Going public has long been the dream for tech company founders and their investors. But the last few years have not been good for companies hoping to do an initial public offering (IPO). The financial crisis and Sarbanes-Oxley reporting requirements severely limited their number.
But the IPO market seems to be thawing. Q4 2009 has already seen the most IPOs since Q1 of 2008. Last week security software company Fortinet had a very successful offering and several more IPOs are slated for debut before the year is out.
2010 also looks to be a much stronger year for IPOs. The drivers are:
1. The economy and stock market are improving, opening the IPO window for companies that have shown the ability to thrive during the downturn.
2. Successful private companies with strong operating track records are positioning to go public. Facebook is the best example and their recent announcementof creating two stock classes indicates they are on the IPO path.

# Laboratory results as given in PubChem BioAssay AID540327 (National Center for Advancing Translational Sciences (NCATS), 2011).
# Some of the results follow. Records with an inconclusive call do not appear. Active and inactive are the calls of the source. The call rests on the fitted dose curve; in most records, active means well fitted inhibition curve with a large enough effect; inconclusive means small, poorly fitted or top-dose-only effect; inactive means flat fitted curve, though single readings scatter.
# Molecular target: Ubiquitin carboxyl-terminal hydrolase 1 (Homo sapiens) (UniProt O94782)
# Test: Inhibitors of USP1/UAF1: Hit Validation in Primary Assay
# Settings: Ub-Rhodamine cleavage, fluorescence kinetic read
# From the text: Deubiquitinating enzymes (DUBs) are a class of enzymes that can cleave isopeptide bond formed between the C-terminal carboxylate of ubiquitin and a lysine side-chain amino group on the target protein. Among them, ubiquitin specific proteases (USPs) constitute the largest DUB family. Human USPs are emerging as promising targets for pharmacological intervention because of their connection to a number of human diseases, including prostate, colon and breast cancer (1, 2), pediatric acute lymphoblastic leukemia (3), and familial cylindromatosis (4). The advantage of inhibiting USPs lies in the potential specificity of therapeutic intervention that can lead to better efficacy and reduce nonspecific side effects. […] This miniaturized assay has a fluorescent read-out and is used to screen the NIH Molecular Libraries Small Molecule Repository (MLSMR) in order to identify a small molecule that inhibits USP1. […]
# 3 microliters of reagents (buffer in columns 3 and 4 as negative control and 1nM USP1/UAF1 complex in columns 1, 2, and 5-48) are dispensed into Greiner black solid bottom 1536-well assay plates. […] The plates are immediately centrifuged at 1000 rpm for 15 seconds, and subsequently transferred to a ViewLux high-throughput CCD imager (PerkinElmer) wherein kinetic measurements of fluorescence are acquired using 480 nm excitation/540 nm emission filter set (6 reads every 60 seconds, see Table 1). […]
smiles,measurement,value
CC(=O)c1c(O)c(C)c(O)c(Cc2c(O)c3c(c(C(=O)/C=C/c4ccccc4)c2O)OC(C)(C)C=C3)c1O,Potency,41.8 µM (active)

3. Investor interest in clean tech and environmental company public offerings. Several clean tech firms, including electric car company Tesla Motors and smart grid supplier Silver Spring Networks, appear to be planning 2009 IPOs. Neither of these companies is reported to be profitable. They will be going public on a future growth story - a clear indicator of renewed investor interest in growth IPOs - at least in clean tech.
While the glory IPO days of the late 90s are not going to return, we expect 2010 will be a much stronger IPO year than the last few. The industries likely to lead the IPO markets are social computing, clean tech, security and cloud computing.